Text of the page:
Americas Next Great Fuel Source

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The United States Navy, the world’s largest single user of marine fuels, burns around 40 million barrels of oil a year. It is busy trying to find a replacement for the dirty, planet killing substance and has pledged to cut 50% of its conventional oil use a year by 2020.

Maybe they should install windmills on every ship, or replace the aircraft carriers flight decks with solar panels.

While both of my suggestions hold merit, the Department of the Navy is instead experimenting with algae oil as a way to wean itself from petroleum.

Drilling for our own oil is evidently out of the question.

It seems our military has not only become a great social experiment but has also become the next laboratory for the green movement.

Industry reports claim that unlike early biofuels, which made transport fuel from food crops, the new “second generation” process uses only plant (crop) waste and does not displace foods which could be fed to people. Nevertheless, immense amounts of feedstock (nutrients) would be needed to produce the algae oil to power the world’s ships.

Maersk, the worlds largest shipping line, estimates it would take the crop waste (feedstock) of an area half the size of Denmark to completely power its ships.

Math time: Half of Denmark is roughly the size of Massachusetts (the whole state), about 16,600 square miles. There are 460 acres in a square mile. That’s 7,636,000 acres for one shipping company. What a deal. The entire proposed ANWR oil drilling site was 1,500,000 acres (3260 sq miles).

Unfortunately crop waste or “residue” is not just waste. It is already being utilized as livestock feed & fertilizer. Thus the name, “feedstock”. So, instead of diverting a primary food source like corn, we deplete a secondary source. Either way, the cost of food goes up. Hooray for more starving people!

Speaking of cost, in October 2010, the US Navy purchased 20 thousand gallons of algae biofuel for a single Naval ship trial.

Jackalyne Pfannenstiel, assistant secretary of the Navy for energy, speaking at the Point Loma Naval Base pier proclaimed, “ This event marks a major milestone in our progress toward a great green fleet”.

How much did they pay for this major milestone, you might ask? Only $424 a gallon. Crack the Champagne!

The cost has apparently come down though. Couldn’t be due to the Navy, the U.S. Energy and Agriculture departments investing $170 million each to fund biofuel development.

By the way, that 20,000 gallons of green crude was supplied by Solazyme, a San Francisco-based biofuel company.

And, just a rumination. San Francisco is in who’s congressional district? Oh, that’s right, Nancy Pelosi. Sheer coincidence. I’m such a cynic.

So, I guess mankind has developed yet another “viable”, cost efficient alternative to the dreaded hydrocarbon.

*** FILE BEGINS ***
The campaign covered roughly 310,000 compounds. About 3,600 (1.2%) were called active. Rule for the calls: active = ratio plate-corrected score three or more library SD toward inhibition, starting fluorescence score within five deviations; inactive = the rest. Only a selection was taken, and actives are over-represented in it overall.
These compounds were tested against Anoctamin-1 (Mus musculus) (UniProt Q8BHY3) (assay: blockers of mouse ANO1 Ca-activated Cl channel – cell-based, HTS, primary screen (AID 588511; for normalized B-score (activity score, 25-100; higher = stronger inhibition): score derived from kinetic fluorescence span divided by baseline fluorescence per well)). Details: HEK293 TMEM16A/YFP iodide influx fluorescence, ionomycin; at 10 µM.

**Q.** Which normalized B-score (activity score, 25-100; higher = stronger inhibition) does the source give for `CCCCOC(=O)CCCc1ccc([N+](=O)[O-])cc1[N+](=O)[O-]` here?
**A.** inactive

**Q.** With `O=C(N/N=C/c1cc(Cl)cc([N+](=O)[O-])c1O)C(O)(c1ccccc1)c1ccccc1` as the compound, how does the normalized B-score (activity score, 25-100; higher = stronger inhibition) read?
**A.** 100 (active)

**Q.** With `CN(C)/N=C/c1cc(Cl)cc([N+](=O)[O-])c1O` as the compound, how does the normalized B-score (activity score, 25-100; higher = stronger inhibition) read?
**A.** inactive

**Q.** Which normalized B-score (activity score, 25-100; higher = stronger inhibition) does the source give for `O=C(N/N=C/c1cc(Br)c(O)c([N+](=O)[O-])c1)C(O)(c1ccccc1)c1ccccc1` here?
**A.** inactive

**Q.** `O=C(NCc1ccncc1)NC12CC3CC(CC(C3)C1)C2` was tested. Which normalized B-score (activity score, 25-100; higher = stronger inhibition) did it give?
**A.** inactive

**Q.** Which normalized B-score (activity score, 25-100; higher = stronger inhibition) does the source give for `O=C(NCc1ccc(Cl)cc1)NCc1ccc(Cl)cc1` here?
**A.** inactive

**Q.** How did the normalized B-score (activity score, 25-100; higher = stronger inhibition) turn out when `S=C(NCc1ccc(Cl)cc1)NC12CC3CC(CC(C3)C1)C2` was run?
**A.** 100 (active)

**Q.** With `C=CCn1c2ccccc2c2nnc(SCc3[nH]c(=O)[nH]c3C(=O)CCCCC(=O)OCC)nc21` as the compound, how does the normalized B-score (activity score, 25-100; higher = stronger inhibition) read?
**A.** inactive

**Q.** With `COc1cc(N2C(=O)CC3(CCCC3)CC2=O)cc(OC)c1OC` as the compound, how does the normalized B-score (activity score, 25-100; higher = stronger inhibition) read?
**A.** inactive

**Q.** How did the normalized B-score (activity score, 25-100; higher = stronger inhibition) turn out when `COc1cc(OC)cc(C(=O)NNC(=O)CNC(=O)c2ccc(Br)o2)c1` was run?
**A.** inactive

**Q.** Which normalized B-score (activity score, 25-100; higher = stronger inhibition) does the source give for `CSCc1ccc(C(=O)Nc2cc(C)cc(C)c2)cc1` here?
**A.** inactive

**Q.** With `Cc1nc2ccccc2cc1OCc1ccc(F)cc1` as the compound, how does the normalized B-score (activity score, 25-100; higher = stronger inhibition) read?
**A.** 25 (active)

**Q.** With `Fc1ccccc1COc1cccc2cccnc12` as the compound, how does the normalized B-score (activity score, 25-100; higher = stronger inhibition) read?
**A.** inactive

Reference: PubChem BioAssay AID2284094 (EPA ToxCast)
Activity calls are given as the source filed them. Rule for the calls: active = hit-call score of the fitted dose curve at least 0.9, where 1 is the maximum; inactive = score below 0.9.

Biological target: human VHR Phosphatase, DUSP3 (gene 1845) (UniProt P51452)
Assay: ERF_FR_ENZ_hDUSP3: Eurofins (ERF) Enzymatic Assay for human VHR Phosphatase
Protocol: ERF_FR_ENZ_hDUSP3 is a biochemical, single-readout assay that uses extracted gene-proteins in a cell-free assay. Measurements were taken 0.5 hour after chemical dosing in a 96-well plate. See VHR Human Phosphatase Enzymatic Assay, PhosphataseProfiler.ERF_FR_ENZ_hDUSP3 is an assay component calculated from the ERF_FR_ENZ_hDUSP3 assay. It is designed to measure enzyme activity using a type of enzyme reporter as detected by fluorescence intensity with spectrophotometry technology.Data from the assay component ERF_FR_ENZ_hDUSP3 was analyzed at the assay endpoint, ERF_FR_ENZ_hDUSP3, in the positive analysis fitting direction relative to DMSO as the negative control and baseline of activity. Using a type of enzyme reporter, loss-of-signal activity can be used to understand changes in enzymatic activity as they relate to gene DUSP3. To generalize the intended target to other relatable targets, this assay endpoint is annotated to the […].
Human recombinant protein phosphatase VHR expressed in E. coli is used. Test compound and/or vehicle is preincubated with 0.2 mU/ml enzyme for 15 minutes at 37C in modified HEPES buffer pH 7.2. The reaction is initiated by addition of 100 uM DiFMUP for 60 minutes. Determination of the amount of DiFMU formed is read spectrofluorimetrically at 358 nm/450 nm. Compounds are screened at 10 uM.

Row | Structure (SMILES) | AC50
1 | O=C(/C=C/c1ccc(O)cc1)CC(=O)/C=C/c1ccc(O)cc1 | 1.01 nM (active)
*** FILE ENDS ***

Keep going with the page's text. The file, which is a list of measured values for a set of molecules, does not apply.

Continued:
What’s next, The Matrix?

2 comments on “Americas Next Great Fuel Source

  1. There’s a bit of confusion here. Algae requires no crop waste. It only needs water and co2. Something we have in abundance and need to utilize instead of just releasing into the environment.
    Algae biodiesel is now being produced for about $20/gallon, and the price will go down as production goes up, especially with Obama’s speech yesterday and especially if he backs it up with some subsidies. I’ve been researching algae (amatuer) for about five years. It has great potential. Personally I’d like to see a de-industrialization, less driving, less long distance imports, etc, but algae has the potential to be produced low-tech. It allows for use of waste water. Algae plants attached to coal plants and other industries utilize co2 and and are cheaper and more functional that traditional smokestack scrubbers. It’s no surprise the military are cluing in. Whereas as soy and canola (the crops we would grow here in the north) produce up to 150 gallons per acre of oil per year, algae can produce 5,000-20,000 gallons per acre per year. So if we are going to have biofuel at all, this is the way to go. At least until we’ve discovered zero-point fusion.
    In terms of crop waste, I’m not sure what process is being described here. Could be thermal depolymerization, which uses high pressure steam to turn waste into oil.

    • Alagae requires land, water, CO2 & nutrients. Where do the nutrients come from? The algae also has to be temperature controlled. I’ve only seen up to 10,000 gallons per acre. The best you can hope for is at a [email protected] productivity, it would take in excess of 20 million acres. Where are you going to get that land? Lots of things have potential. Those who wish to produce it should be free to do so, and sell it to whomever wants it without being forced.The government has no business susidizing it.

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